In the past days we have bore witness to horrific violence, racism, and the devastating outcome of hatred due to one’s faith. What is our response?
Last year the birch tree on the church’s front lawn became a place where we could add our prayers in solidarity with our community and those who have suffered deeply. In light of the tragic act of terrorism in London, and in light of the discovery of 215 bodies on the grounds of a Kamloops Residential School, how are we being called to respond? Perhaps one place to begin is with lament.
Biblical lament shows us how to express deep sorrow, name suffering and cry out for God. “Laments tell the truth of the suffering that is smothering our worthiness, our dreams, our ability to work toward a better tomorrow,” writes womanist scholar Dr. Emilie M. Townes. “Naming these horrors in an unrestrained lament helps mold us into a people who respond with an emphatic ‘No!’ to the ways our nation and our communities of faith are turned into graven images of hatred and despair.”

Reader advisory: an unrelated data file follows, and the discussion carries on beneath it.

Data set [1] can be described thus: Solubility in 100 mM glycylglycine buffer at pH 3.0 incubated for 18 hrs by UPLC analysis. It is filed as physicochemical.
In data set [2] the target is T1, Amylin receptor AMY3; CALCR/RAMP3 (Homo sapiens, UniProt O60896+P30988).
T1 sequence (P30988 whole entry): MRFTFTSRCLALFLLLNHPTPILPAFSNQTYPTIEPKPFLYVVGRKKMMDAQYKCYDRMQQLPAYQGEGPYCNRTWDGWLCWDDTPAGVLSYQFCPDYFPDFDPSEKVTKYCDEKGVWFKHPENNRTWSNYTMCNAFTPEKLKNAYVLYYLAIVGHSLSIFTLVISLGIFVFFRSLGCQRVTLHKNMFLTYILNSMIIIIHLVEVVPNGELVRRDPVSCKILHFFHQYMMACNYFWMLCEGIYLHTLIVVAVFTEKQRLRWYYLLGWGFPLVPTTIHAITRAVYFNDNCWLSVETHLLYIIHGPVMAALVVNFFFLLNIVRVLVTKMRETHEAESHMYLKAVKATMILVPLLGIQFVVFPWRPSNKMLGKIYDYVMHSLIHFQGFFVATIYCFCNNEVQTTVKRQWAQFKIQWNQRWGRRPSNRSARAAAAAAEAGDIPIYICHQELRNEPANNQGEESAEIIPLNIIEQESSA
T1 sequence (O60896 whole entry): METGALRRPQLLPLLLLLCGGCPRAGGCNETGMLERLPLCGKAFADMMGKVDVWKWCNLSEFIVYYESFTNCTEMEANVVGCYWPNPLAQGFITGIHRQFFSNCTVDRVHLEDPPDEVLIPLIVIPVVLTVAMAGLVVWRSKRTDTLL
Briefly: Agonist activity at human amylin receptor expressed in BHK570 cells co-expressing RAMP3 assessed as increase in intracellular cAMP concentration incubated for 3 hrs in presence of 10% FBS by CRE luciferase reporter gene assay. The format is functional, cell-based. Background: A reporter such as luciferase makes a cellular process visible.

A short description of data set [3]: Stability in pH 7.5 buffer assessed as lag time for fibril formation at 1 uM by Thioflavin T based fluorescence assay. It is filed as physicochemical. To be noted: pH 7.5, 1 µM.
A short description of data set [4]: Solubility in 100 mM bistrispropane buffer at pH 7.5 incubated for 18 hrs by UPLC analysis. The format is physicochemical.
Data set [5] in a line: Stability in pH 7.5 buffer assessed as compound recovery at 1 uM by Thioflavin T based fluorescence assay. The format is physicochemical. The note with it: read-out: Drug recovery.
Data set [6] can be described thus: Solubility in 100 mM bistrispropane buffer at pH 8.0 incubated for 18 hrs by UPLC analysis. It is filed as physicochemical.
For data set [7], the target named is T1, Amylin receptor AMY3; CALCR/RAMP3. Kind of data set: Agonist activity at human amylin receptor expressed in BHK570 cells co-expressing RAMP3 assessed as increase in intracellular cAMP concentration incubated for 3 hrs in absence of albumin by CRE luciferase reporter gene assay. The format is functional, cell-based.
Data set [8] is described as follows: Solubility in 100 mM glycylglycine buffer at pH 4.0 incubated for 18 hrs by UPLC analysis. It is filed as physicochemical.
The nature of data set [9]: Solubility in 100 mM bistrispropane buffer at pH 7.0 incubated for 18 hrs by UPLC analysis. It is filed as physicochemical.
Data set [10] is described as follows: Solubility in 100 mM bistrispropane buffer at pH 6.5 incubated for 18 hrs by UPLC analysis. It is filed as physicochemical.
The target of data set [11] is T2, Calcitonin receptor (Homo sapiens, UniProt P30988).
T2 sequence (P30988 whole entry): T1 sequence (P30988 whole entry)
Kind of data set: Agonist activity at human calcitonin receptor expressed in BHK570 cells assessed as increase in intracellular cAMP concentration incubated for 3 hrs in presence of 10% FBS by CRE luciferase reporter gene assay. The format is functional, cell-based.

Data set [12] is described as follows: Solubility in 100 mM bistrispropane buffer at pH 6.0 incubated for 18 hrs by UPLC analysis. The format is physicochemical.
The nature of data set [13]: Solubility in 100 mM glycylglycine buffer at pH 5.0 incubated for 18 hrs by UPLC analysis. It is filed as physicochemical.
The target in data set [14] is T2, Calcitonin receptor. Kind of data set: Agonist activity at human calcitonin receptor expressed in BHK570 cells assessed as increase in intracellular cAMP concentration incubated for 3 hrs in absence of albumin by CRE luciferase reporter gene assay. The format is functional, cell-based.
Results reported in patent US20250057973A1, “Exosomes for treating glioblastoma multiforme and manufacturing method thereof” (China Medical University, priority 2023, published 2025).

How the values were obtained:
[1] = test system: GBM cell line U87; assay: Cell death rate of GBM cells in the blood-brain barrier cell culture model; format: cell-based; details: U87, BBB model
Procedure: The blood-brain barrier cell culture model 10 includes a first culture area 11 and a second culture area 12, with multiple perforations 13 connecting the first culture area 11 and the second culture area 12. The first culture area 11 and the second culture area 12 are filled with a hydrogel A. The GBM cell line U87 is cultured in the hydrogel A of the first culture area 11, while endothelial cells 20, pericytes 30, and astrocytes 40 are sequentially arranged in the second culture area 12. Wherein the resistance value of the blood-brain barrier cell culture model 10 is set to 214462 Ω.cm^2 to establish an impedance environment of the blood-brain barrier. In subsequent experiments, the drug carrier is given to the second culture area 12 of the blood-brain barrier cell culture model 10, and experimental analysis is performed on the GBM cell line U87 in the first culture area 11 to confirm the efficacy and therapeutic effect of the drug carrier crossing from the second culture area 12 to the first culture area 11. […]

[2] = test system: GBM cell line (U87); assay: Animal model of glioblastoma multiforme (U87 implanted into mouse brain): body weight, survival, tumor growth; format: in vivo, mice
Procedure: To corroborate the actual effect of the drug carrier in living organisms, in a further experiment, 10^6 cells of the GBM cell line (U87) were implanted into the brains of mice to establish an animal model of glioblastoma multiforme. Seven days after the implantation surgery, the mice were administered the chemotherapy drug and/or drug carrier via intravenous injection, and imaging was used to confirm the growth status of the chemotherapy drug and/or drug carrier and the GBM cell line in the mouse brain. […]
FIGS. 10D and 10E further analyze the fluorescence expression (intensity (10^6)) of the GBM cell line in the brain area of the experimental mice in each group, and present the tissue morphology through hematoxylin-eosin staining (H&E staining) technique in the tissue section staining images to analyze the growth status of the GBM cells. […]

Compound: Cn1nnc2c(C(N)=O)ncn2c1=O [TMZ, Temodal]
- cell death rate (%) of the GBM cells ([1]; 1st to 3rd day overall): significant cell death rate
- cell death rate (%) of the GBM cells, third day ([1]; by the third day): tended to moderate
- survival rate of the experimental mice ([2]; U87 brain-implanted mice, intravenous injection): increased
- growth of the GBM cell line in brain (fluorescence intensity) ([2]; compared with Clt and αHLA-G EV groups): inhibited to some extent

Let us pray,
God, we lament the damage that our silence in the face of racial violence has done,
for the sins of racism that run through our lives like so many threads in a cloth.
Forgive us for the times we have given in to our discomfort, for the times
we have forgotten our own privilege and failed to stand with our black siblings, our Indigenous, and our Muslim neighbours.
Help those of us who experience white privilege every day remember that, with our privilege,
we are imbued with the responsibility to challenge and hold one another accountable.
Give us the courage to educate ourselves, to listen well,
and to use our voices when it is most needed. Amen (adaptation of a prayer written by Clara Weybright)
My summer reading list includes the highly recommended book: “White Fragility: why it’s so hard for white people to talk about racism.” May we commit to continuing the discussion, to feel the raw edges of our discomfort, name our privilege in the world, and work for justice, in the name of Christ our Lord.